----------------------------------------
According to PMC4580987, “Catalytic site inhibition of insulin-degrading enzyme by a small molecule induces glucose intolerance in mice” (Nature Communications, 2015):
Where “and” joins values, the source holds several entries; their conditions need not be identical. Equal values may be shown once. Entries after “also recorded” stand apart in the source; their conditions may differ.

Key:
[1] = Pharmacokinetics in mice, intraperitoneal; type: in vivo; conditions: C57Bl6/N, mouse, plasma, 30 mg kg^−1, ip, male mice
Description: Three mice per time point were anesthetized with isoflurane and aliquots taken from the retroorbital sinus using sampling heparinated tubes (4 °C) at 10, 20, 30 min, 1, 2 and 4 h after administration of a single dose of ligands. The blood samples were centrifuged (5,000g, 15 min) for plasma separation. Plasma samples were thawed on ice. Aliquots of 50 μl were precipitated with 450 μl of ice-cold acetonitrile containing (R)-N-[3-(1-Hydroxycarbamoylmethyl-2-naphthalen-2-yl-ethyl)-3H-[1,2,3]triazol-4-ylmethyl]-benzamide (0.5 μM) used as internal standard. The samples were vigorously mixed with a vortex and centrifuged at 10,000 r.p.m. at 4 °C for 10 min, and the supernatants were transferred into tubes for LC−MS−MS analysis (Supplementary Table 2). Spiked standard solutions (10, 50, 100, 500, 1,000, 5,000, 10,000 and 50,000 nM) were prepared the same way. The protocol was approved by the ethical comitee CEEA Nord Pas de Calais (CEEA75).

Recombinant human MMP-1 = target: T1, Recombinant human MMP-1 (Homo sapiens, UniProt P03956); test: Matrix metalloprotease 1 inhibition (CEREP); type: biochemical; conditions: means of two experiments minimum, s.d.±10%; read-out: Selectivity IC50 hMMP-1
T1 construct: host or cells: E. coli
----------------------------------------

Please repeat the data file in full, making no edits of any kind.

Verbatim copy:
According to PMC4580987, “Catalytic site inhibition of insulin-degrading enzyme by a small molecule induces glucose intolerance in mice” (Nature Communications, 2015):
Where “and” joins values, the source holds several entries; their conditions need not be identical. Equal values may be shown once. Entries after “also recorded” stand apart in the source; their conditions may differ.

Key:
[1] = Pharmacokinetics in mice, intraperitoneal; type: in vivo; conditions: C57Bl6/N, mouse, plasma, 30 mg kg^−1, ip, male mice
Description: Three mice per time point were anesthetized with isoflurane and aliquots taken from the retroorbital sinus using sampling heparinated tubes (4 °C) at 10, 20, 30 min, 1, 2 and 4 h after administration of a single dose of ligands. The blood samples were centrifuged (5,000g, 15 min) for plasma separation. Plasma samples were thawed on ice. Aliquots of 50 μl were precipitated with 450 μl of ice-cold acetonitrile containing (R)-N-[3-(1-Hydroxycarbamoylmethyl-2-naphthalen-2-yl-ethyl)-3H-[1,2,3]triazol-4-ylmethyl]-benzamide (0.5 μM) used as internal standard. The samples were vigorously mixed with a vortex and centrifuged at 10,000 r.p.m. at 4 °C for 10 min, and the supernatants were transferred into tubes for LC−MS−MS analysis (Supplementary Table 2). Spiked standard solutions (10, 50, 100, 500, 1,000, 5,000, 10,000 and 50,000 nM) were prepared the same way. The protocol was approved by the ethical comitee CEEA Nord Pas de Calais (CEEA75).

Recombinant human MMP-1 = target: T1, Recombinant human MMP-1 (Homo sapiens, UniProt P03956); test: Matrix metalloprotease 1 inhibition (CEREP); type: biochemical; conditions: means of two experiments minimum, s.d.±10%; read-out: Selectivity IC50 hMMP-1
T1 construct: host or cells: E. coli